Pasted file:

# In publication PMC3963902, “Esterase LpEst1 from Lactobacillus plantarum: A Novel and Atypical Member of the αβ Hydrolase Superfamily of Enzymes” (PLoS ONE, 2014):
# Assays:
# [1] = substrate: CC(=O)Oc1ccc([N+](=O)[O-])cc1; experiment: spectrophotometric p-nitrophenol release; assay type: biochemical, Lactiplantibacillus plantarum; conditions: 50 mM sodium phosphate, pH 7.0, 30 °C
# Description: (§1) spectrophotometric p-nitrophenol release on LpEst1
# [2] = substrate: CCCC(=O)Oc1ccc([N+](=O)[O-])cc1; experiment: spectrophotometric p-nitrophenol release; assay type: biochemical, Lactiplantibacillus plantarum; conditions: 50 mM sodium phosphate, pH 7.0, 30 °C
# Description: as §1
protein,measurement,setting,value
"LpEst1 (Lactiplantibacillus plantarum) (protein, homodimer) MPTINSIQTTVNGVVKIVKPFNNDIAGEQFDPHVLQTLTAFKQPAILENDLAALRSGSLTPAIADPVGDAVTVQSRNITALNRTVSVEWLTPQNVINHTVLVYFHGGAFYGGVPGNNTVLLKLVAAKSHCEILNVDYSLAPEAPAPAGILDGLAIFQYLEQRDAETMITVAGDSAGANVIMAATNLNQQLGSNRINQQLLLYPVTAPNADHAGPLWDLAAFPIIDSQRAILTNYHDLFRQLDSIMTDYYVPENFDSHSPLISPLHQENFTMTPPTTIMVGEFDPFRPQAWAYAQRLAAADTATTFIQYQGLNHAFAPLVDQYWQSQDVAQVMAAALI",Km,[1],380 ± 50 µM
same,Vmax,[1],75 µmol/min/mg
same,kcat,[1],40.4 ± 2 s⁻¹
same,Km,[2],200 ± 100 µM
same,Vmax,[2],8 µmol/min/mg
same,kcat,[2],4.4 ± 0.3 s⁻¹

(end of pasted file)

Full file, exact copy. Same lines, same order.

# In publication PMC3963902, “Esterase LpEst1 from Lactobacillus plantarum: A Novel and Atypical Member of the αβ Hydrolase Superfamily of Enzymes” (PLoS ONE, 2014):
# Assays:
# [1] = substrate: CC(=O)Oc1ccc([N+](=O)[O-])cc1; experiment: spectrophotometric p-nitrophenol release; assay type: biochemical, Lactiplantibacillus plantarum; conditions: 50 mM sodium phosphate, pH 7.0, 30 °C
# Description: (§1) spectrophotometric p-nitrophenol release on LpEst1
# [2] = substrate: CCCC(=O)Oc1ccc([N+](=O)[O-])cc1; experiment: spectrophotometric p-nitrophenol release; assay type: biochemical, Lactiplantibacillus plantarum; conditions: 50 mM sodium phosphate, pH 7.0, 30 °C
# Description: as §1
protein,measurement,setting,value
"LpEst1 (Lactiplantibacillus plantarum) (protein, homodimer) MPTINSIQTTVNGVVKIVKPFNNDIAGEQFDPHVLQTLTAFKQPAILENDLAALRSGSLTPAIADPVGDAVTVQSRNITALNRTVSVEWLTPQNVINHTVLVYFHGGAFYGGVPGNNTVLLKLVAAKSHCEILNVDYSLAPEAPAPAGILDGLAIFQYLEQRDAETMITVAGDSAGANVIMAATNLNQQLGSNRINQQLLLYPVTAPNADHAGPLWDLAAFPIIDSQRAILTNYHDLFRQLDSIMTDYYVPENFDSHSPLISPLHQENFTMTPPTTIMVGEFDPFRPQAWAYAQRLAAADTATTFIQYQGLNHAFAPLVDQYWQSQDVAQVMAAALI",Km,[1],380 ± 50 µM
same,Vmax,[1],75 µmol/min/mg
same,kcat,[1],40.4 ± 2 s⁻¹
same,Km,[2],200 ± 100 µM
same,Vmax,[2],8 µmol/min/mg
same,kcat,[2],4.4 ± 0.3 s⁻¹